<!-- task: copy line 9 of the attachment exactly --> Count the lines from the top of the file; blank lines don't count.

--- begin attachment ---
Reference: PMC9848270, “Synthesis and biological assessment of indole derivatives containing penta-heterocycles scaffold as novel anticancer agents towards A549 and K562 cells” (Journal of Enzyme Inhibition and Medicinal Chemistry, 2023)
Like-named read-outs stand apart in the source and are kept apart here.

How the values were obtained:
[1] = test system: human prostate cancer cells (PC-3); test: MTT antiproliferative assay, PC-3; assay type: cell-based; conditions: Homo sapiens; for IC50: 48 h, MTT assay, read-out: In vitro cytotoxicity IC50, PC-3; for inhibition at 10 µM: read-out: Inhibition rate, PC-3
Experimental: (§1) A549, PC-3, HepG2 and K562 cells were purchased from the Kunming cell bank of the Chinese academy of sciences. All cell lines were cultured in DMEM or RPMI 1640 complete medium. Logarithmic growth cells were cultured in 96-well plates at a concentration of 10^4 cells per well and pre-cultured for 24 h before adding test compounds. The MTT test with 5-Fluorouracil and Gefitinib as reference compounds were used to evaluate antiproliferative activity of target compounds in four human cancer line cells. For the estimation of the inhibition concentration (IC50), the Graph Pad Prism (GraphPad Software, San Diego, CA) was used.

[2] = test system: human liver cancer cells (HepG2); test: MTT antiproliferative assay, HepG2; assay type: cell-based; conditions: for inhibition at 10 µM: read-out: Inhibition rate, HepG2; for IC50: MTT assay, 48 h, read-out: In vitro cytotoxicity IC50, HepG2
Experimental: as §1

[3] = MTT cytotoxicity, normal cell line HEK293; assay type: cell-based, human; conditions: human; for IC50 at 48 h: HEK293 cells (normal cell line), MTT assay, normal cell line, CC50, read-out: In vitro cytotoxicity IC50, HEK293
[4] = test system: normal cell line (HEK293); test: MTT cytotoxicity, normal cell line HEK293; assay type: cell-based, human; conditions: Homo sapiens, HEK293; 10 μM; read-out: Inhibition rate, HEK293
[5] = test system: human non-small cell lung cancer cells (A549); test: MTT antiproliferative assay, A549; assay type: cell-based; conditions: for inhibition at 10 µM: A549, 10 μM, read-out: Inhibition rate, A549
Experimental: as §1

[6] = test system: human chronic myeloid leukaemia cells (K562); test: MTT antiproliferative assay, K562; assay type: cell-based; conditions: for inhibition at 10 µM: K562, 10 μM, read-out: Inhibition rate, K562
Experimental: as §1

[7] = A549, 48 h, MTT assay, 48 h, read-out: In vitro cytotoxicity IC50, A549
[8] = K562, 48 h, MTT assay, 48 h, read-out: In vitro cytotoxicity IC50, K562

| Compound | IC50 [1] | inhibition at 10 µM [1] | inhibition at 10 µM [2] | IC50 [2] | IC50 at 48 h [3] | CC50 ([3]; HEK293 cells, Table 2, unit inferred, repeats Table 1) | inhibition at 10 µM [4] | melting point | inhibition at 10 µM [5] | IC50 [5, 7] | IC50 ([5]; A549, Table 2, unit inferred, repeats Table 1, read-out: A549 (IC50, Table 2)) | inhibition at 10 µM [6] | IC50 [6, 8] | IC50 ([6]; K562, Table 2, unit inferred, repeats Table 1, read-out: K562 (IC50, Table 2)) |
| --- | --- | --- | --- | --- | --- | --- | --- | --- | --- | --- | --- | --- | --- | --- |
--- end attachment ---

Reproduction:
[4] = test system: normal cell line (HEK293); test: MTT cytotoxicity, normal cell line HEK293; assay type: cell-based, human; conditions: Homo sapiens, HEK293; 10 μM; read-out: Inhibition rate, HEK293